Guest Post #3: Anyone need a quarterback?
As many of my friends and family know, I am a football nut and could not live without it. Well, this past year, I took my obsession to a whole new level. I thought that I could try out for a pro football team and be quarterback. For someone with my experience to go and try something like that is comparable to trying to outrun a car, or even to try to out-eat Kobayashi.

I figured I should get you up-to-date on my current football accomplishments, just so you have a better idea of how crazy this was.

It all started in eighth grade. I wanted to be the quarterback but they had another kid so they thought I would work well at punter. Not the most glamorous position on the field, but I was happy just to play. When they said punter, they thought I knew I would be the fourth-string punter. There were two teams (A and B) and there were two punters on each team. I was the backup for the crap team. Didn’t bode well for my ego but I sucked it up and played when called upon (I think I actually punted twice all season). I did get to live my dream though when our quarterback (the B team quarterback, not the good one) thought it would be a good idea to break his arm, and so they thought they could count on the back-up. He ended up getting scared that he would break his arm too and opted out. That opened the door for me when they asked if anyone else wanted to play quarterback. I raised my hand and my coach said, “Can you even throw the ball?” and at that moment I knew this was my shot and never looked back.

The reason I never looked back is because I never played football after that glorious season. That is right folks, it all ended where it began, in eighth grade. That is, until just last year when I saw a sign that I was destined to be a pro quarterback.

I got the bright idea to try out from a flashing banner ad icon on a hometown sports webpage and thought if this is what they have to resort to, then I think I can do this. When I arrived at the tryout, I guess I was wrong. I was by far the smallest guy there. It made me second-guess my decision but I thought I would go through with it. Why not?

What we did first was comparable to what I do in an entire workout at the gym, and they called it “warm-ups.” I knew I was finished at the point where we had to sprint for 20 yards and about halfway through, I could not feel my legs and tripped over my own feet. It was sort of like farting at the dinner table when the table is full of people you really don’t know that well. Not good. After that we had to run a 40-yard dash, and that went about as well as 5.5 seconds could. (To gauge how fast that is in football terms, a 300-pound NFL lineman who is 6’5” could run it that fast.) Also not good.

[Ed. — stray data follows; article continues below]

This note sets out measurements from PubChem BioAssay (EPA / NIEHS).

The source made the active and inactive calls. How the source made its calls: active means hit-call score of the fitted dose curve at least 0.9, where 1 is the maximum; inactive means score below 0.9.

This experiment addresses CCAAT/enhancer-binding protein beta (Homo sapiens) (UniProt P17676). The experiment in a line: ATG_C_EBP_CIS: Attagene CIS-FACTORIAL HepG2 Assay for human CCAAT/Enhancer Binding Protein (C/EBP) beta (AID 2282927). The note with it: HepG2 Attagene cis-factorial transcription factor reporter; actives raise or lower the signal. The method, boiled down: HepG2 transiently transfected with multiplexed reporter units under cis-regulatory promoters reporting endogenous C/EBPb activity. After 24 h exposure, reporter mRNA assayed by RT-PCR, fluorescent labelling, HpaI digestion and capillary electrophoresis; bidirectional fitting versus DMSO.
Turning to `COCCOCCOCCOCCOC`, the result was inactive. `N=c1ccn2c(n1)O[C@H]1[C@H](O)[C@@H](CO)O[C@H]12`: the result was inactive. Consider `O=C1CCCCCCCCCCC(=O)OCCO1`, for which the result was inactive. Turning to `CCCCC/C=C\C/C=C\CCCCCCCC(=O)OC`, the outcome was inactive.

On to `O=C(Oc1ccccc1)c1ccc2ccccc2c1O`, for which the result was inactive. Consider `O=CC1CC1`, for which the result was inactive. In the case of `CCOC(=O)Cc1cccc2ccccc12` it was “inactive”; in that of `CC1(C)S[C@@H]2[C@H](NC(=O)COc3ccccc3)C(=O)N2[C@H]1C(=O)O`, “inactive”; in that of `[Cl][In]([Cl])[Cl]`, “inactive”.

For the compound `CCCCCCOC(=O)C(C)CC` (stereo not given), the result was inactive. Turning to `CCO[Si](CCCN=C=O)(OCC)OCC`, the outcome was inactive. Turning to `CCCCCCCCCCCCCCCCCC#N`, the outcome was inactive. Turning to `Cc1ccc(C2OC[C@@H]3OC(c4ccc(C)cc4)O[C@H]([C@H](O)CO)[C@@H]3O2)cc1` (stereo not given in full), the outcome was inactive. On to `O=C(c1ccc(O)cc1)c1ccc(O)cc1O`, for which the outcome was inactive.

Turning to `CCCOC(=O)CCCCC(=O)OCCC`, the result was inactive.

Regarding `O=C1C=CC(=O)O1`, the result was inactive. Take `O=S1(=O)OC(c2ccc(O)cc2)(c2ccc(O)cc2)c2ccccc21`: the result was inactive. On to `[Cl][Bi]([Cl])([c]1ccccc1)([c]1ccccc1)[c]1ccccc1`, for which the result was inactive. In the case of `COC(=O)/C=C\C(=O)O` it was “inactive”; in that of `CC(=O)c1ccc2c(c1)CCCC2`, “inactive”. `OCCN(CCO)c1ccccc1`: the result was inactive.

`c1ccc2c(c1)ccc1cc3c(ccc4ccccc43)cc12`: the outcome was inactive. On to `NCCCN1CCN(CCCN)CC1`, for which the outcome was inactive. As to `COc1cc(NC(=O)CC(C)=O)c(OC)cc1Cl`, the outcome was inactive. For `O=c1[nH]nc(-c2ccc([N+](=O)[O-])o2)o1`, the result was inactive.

At this point I thought all my bad mojo was behind me and that I would be able to have a better showing if I put my mind to it. And I did. I was one of the top finishers in water breaks taken and time spent bent over the trash can. To justify my football existence, and to pump up my ego just a little bit, I’ll admit that I WAS third-best in the standing broad jump AND able to make some good passes during the quarterback portion of the tryout.

I was told by the semi-pro team’s coach that I might be able to play. (Guess they were pretty desperate.) However, what I learned in eighth grade is that you cut your losses early. So I retired. I am still a weekend warrior, but I always think about what could have happened if that one magical season would have worked out.

Anyone else have a story about how your dreams were crushed when you realized that you aren’t quite as good at something as you thought? Let me know. I’d like to feel better about my non-existent pro football career.


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